As early as 1909, the black community
As early as 1909, the black community in America started to feel that they deserved racial equality, when they set up the NAACP, with the intention of using the law to obtain more favourable challenges to segregation in the courts. Nevertheless, little had been achieve by the 1940's besides increased membership.The NAACP's demands were quite modest, they wished to outlaw lynching, achieve voter registration and make Roosevelt's Fair Employment Practises Committee a permanent institution. Even though the NAACP had Truman on their side, he was met with a great deal of opposition in Congress, leading him to backpedal on the civil rights issue.The NAACP, felt that they should use more calm methods to try and achieve their goals and went to court quite a few times to ensure that what was outlined in the 14th and 15th amendments were carried out.The NAACP made progress in the 1950's in two cases Henderson vs US and McLaurin vs Board of Regents.Even though their actions were morally correct, going though Congress to try and achieve desegregation was never going to accomplish much, especially considering that they had a very limited amount of publicity.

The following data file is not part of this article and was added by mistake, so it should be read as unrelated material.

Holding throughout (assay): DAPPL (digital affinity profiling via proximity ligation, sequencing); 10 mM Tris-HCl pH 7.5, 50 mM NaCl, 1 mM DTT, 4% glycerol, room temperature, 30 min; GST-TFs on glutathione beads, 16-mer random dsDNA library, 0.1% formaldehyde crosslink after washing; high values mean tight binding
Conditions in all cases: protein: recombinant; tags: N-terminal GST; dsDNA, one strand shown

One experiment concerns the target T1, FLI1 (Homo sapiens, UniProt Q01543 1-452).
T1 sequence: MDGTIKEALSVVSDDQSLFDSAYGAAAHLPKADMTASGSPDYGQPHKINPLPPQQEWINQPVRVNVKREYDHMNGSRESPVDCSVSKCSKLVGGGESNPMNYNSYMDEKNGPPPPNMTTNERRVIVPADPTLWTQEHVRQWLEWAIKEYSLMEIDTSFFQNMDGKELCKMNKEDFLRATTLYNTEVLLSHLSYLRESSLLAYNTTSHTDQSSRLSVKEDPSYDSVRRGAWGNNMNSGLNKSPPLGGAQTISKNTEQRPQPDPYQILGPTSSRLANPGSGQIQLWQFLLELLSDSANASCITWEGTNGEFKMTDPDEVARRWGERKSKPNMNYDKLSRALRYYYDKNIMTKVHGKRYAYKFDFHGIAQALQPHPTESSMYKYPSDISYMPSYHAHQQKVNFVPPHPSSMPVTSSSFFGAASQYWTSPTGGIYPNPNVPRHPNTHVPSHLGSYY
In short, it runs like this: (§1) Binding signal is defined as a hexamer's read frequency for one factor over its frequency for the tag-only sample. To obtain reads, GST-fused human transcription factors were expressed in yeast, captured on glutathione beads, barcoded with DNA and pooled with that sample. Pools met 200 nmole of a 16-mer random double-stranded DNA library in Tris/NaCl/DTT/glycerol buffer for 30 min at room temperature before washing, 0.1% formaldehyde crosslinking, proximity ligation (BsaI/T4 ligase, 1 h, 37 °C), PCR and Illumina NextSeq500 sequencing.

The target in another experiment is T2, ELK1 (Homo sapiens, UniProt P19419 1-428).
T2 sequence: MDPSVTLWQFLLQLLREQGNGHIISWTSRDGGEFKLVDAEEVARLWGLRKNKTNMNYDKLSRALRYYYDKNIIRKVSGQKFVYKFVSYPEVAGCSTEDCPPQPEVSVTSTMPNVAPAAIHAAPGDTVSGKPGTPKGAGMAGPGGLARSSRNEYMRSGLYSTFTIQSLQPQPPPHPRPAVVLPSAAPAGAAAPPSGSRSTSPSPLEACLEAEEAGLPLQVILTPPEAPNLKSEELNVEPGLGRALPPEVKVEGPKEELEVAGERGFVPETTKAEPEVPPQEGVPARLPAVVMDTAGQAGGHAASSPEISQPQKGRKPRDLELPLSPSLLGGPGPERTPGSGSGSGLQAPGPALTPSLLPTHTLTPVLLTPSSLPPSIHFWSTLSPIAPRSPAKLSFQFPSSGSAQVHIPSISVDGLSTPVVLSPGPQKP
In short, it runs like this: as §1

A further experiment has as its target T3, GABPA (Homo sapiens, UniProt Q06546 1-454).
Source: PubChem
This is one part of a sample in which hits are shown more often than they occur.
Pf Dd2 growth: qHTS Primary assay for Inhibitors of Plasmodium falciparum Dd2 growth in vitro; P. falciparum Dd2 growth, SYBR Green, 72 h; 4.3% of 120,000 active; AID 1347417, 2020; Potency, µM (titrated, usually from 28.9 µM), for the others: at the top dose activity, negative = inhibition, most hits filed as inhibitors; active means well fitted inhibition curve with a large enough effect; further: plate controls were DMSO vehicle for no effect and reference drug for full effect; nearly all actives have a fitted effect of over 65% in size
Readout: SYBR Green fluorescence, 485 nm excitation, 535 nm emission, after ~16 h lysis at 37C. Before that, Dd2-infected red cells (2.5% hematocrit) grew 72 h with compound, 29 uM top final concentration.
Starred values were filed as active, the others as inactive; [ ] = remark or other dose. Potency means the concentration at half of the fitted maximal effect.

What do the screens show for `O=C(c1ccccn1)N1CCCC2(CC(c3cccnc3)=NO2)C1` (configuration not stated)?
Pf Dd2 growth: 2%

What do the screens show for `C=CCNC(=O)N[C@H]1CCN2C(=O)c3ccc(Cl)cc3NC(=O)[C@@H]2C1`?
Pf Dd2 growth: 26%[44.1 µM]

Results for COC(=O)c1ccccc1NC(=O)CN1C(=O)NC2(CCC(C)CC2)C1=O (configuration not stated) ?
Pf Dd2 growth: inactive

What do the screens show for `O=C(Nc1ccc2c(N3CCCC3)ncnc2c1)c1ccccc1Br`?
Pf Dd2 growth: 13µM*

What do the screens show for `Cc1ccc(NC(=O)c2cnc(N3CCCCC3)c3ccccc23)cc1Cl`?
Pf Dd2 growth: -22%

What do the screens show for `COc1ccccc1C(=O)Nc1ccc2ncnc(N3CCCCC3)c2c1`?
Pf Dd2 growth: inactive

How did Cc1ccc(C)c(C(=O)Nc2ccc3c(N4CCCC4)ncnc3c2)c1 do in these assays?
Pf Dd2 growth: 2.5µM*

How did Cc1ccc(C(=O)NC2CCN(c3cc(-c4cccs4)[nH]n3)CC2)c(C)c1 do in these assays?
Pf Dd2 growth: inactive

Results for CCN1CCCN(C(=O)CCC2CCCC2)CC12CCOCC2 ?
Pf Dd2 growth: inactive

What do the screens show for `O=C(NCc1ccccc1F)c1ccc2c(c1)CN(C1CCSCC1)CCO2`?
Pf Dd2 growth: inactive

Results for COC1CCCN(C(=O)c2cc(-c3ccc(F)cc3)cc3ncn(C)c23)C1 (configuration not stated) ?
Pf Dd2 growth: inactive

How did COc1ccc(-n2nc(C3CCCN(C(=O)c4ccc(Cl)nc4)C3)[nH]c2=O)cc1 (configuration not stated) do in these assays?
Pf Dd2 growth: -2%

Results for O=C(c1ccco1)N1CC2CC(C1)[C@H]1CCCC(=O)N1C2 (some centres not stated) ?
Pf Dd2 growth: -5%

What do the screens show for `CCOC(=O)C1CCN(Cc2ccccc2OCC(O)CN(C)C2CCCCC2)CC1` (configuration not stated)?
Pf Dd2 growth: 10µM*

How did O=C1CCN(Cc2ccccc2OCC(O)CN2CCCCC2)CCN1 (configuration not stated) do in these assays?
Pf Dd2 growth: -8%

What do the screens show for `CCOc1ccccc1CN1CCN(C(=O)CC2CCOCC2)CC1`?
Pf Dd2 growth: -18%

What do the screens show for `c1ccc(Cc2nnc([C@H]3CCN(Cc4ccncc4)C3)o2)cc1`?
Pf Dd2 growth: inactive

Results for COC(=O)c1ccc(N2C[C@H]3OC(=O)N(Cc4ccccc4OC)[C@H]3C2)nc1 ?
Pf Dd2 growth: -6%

Even though laws had been implemented lynching still occurred, the black community were still faced with a great deal of hostility and they had not truly achieve much in the terms of desegregation.This spurred on what may now be deemed as civil disobedience, and more aggressive actions to those that had previously been taken.The black community adopted new methods to try and achieve desegregation such as; sit ins (not only in buses which had been done by Rosa Parks in 1955) to publicly protesting in Woolworth's in Greensboro, North Carolina.These series of events led to other foundations being formed such as the SCLC and the SNCC.Their ability to achieve a great deal of change was limited, and led to a considerably greater violence in the 1960s.